What Made My Loved One A Marijuana Addict?

What Made My Loved One A Marijuana Addict?

Many people consider marijuana a soft drug because it is non-addictive, but this is not true: chronic marijuana use can induce a physical addiction, but not a very strong one. The withdrawal symptoms are relatively mild, consisting mainly of anxiety, sleeplessness and cravings for the drug that last only a few days.

However, marijuana often produces a psychological addiction that can be quite strong indeed. THC, the active ingredient in marijuana, alters the reward center in the brain: it causes the brain to produce more dopamine and serotonin, both of which control your mood. Elevated levels of dopamine cause feelings of euphoria, the high associated with marijuana. Users report that this feeling is very pleasant and can be a strong inducement to use marijuana repeatedly. Habitual marijuana users will come to rely on the euphoric effects of excessive dopamine, and will crave the feeling it produces.

With chronic use the brain begins to produce less dopamine and serotonin on its own. If marijuana use is stopped, the decreased levels of serotonin will produce feelings of depression. Since the brain no longer produces adequate levels on its own, habitual marijuana users will come to rely on marijuana to produce enough serotonin to alleviate depression. At this point habitual users are psychologically addicted to marijuana and will use it not so much to get high but to avoid feeling low. This is the same phenomenon that heroin addicts call maintaining, although with marijuana the effects of withdrawal are much less severe.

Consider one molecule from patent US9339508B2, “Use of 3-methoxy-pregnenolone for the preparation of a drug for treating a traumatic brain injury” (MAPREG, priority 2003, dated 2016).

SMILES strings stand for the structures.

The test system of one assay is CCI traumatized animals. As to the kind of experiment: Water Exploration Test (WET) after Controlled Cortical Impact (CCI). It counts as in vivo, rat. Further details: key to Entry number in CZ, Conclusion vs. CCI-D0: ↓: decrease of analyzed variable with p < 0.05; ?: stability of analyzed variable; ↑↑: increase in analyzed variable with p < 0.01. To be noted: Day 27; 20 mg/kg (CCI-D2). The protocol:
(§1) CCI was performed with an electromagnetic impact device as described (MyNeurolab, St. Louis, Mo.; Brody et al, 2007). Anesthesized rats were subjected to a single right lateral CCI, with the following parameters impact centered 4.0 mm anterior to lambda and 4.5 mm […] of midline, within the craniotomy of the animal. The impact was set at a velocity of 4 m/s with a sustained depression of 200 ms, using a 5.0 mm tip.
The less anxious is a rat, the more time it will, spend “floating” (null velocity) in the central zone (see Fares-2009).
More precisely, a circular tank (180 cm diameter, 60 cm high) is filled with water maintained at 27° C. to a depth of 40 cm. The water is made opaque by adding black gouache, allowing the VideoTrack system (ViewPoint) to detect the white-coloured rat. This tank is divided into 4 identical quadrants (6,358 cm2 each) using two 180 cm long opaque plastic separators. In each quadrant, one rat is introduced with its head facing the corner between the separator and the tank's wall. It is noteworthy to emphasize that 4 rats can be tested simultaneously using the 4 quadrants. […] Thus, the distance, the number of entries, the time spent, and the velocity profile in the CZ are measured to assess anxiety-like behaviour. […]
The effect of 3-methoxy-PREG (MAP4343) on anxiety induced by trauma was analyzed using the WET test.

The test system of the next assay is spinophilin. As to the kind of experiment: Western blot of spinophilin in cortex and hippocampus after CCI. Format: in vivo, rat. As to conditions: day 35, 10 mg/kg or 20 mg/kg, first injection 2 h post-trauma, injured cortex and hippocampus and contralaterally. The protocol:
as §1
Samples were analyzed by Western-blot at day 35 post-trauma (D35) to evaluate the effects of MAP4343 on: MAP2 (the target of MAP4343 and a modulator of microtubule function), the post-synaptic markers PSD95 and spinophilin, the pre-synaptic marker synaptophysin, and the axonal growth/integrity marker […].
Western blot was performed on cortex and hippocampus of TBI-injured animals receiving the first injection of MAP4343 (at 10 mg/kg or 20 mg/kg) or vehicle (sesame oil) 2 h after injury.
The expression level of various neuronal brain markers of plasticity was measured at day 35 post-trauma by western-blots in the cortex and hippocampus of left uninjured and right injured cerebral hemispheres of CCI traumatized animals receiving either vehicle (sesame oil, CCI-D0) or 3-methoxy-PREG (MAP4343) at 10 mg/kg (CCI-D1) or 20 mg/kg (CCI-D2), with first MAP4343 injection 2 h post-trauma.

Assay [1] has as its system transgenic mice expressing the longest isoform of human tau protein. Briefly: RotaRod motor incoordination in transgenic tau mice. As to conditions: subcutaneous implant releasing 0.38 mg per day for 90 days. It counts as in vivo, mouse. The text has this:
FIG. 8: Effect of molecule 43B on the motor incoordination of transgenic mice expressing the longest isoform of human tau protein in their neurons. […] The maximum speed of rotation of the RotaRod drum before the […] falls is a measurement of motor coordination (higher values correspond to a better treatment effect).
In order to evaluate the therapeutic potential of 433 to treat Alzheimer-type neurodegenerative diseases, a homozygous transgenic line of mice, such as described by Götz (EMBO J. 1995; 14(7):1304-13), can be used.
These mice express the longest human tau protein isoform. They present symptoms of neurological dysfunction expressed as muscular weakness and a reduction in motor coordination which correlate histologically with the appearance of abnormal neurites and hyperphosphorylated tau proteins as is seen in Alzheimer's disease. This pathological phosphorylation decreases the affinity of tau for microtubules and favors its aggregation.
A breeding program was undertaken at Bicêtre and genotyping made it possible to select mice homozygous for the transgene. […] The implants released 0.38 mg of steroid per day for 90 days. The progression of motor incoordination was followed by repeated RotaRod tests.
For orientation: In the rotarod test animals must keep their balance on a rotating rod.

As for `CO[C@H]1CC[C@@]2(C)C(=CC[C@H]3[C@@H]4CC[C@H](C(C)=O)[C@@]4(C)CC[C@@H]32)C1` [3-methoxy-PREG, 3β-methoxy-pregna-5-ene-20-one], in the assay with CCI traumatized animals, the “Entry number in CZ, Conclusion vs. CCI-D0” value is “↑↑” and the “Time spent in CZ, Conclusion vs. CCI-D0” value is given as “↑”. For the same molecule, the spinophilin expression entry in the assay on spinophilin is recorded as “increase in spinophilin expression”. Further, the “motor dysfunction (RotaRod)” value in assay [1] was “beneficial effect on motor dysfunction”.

Situational Causes of Marijuana Addiction

There are many factors that can cause a person to become a habitual marijuana user. Marijuana is extremely prevalent in our society, and is used recreationally by people in nearly all walks of life. Its use is very common among middle school and high school students. One way or another it is very unlikely that a person can grow up in the United States without being exposed to marijuana use at some point. Marijuana is also a social drug, and is often used at parties or gatherings. Due to its popularity and the fact that it lacks the social stigma associated with harder drugs it can be very tempting for someone, especially a young person, to want to try it. Peer pressure can play a big role in marijuana use; not actual pressure to use the drug, but the fact that so many people do and it seems like no big deal.

Benefits of Marijuana Addiction Treatment

Since marijuana addiction does not produce severe withdrawal symptoms, treatment consists mainly of counseling to address behavioral and psychological issues related to addiction. During treatment the patient will achieve the following goals:

  • Explore and address the root causes of addiction and any co-occurring mental health issues
  • Learn skills for coping without turning to drug use
  • Learn strategies for maintaining long-term sobriety
  • Learn to recognize and avoid situations that can trigger relapse

Marijuana Addiction Help

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